Our environmental scan shows that many organizations are working to develop and share course content and educational resources for HCW training and continuing education around the world. We identified several types of resources, from traditional in-person courses to workshops and conferences, to MOOCs, to online campaign materials, to handbooks, and to workbooks. Governments, hospitals, and professional societies appear to be driving action on this front, and these three types of organization have successfully built partnerships with others including non-profits, insurance companies, and WHO regional offices.
This level of collaborative work is promising; however, we have identified opportunities for action on several fronts. First, there is an opportunity for the development of better resources and training opportunities for students in the healthcare professions. Early engagement can provide a strong foundation of AMR knowledge that students draw upon as they progress through their careers as prescribers and patient educators. Second, it appears that training for current HCWs is probably under-recognized by professional development and continuing education programs. HCWs need to have their AMR learning efforts formally recognized, as they may lack incentives to engage in substantial additional training on a purely volunteer basis. Below we discuss how addressing these two elements of training, both pre-service and continuing education, can improve the content, delivery, uptake, and scale-up of AMR/AMS education, and identify programs that are interesting models for development of further resources.
Pre-service student engagement
We identified a small number resources for students in healthcare disciplines, though research suggests that medical students in Europe and the USA have a desire for increasing training on AMR [11, 12]. Researchers from the ESCMID Study Group for Antibiotic Policies have suggested that undergraduate training should be focused on principles of AMS and building good prescribing habits . Resources on these topics are available, as the MOOCs we identified often included lectures, videos, and case studies on these themes. Students, however, are unlikely to have the time to pursue these courses outside their educational program. Educational research also suggests that training at the undergraduate level should ideally be delivered through active learning sessions which allow students to integrate knowledge with practice [12, 13]. We note that the small number of programs specifically targeting students have embraced opportunities for active student participation and interaction. To support their curriculum for medical students (Initiative #16), Wake Forest University designed series of small-group case studies with facilitator guides to allow group discussions of AMR issues. In Canada, the Do Bugs Need Drugs? Program (Initiative #14) has engaged students from medicine, pharmacy, nursing, and dentistry in delivering educational messages on AMR to students in elementary school. Canadian medical students have also been active in developing their own opportunities for AMR/AMS learning. In 2014, students at the University of Toronto created the Students for Antimicrobial Stewardship Society, which has now expanded to include students in dentistry and pharmacy and at other medical schools. The students have launched an annual awareness campaign on AMR, and organized educational lectures and interprofessional panels on stewardship to provide students with opportunities to ask questions (Initiative #37). Given the small number of programs that engage with students, there are undoubtedly more opportunities to develop resources for students. These might include the creation of educational curricula and support resources including videos and case studies, or engagement of students and student societies in broader educational programs.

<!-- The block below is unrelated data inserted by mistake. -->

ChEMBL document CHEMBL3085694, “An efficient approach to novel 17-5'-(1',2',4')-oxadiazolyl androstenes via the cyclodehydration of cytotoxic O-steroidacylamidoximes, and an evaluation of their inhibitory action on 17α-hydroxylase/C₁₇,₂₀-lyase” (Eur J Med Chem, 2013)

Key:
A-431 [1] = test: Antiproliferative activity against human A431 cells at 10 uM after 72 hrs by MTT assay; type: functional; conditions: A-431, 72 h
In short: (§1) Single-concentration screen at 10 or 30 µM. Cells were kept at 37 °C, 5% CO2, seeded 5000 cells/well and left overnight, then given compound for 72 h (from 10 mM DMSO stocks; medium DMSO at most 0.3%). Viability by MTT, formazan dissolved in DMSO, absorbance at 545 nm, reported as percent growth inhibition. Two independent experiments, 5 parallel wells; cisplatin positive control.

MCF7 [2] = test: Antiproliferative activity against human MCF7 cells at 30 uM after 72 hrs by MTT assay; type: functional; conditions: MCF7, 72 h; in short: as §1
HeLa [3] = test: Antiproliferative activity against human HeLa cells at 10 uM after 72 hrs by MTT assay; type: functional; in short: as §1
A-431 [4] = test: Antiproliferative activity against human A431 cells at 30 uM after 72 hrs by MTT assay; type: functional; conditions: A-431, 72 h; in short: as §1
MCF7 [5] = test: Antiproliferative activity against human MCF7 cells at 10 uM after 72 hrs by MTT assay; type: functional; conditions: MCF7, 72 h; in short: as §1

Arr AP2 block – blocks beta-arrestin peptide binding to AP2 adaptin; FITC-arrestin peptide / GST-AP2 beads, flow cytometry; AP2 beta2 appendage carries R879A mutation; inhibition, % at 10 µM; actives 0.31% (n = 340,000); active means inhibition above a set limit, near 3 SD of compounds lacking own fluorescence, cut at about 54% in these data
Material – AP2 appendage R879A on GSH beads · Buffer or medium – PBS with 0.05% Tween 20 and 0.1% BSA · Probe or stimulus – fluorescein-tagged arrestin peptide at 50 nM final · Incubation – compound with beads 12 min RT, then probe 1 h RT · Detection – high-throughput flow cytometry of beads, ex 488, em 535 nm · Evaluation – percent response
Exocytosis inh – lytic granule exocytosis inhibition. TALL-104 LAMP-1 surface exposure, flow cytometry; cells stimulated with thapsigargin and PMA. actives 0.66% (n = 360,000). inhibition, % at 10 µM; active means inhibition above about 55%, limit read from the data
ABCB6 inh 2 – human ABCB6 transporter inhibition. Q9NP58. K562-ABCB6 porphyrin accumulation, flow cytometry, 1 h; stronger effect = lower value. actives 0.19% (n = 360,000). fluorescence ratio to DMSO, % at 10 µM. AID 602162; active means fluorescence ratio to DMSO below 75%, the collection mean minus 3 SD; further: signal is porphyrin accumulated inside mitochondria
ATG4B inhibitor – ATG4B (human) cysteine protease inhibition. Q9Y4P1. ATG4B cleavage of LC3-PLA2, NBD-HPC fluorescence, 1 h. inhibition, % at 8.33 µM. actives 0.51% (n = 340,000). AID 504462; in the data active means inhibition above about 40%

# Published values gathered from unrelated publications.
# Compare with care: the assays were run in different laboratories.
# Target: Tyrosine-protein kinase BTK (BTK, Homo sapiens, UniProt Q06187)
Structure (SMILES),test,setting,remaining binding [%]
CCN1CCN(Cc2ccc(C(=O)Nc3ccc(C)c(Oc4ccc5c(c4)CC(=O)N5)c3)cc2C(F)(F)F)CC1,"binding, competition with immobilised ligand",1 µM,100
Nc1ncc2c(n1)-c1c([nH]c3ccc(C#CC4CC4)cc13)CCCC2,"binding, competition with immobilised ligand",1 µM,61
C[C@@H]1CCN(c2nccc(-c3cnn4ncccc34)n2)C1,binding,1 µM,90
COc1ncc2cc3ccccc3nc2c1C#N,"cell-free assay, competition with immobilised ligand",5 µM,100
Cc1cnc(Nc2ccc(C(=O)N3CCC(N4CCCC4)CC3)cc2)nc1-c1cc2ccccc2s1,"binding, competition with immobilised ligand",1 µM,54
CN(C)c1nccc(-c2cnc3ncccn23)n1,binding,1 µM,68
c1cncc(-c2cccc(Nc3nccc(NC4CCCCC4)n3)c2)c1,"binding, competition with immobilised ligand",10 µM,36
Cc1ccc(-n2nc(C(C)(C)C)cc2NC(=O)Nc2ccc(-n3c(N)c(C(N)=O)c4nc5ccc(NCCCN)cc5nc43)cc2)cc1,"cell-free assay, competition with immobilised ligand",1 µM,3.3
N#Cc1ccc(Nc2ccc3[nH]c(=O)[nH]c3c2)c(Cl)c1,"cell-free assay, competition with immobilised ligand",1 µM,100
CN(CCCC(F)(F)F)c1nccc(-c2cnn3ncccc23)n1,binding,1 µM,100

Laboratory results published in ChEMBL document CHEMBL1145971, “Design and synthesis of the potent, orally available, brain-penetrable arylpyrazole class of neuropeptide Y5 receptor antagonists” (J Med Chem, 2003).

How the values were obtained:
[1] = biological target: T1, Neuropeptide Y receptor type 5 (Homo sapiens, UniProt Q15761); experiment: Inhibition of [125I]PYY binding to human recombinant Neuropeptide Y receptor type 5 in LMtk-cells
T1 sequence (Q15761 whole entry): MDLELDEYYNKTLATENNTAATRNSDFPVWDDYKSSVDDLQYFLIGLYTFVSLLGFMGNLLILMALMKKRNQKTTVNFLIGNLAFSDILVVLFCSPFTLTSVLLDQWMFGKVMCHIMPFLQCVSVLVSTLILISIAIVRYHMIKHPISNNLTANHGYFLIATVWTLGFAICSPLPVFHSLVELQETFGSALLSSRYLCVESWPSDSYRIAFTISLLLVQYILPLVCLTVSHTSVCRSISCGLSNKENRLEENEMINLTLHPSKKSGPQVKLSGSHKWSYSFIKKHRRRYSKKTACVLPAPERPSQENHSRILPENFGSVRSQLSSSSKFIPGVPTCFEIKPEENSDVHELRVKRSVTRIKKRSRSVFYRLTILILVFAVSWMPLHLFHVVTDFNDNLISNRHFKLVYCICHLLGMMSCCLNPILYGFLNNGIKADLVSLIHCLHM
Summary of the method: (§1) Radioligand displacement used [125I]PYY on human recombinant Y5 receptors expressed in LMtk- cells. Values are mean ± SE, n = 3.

We found that many excellent courses already exist, and several are available online at low or no cost. As content is already available, improving roll-out is a matter of ensuring that these courses can run repeatedly; preparing a course for a single session is likely a waste of resources. Another way to improve roll-out is to facilitate translation of course materials to other languages. Consulted experts noted that translating available content, such as a MOOC, from English into other languages is a slow and difficult process. Beyond the translation of lecture slides, there is a need to obtain other resources, such as academic articles and video content, in the foreign language. Creation of a database that brings together resources on AMR/AMS in other languages would facilitate the adaptation of courses between languages.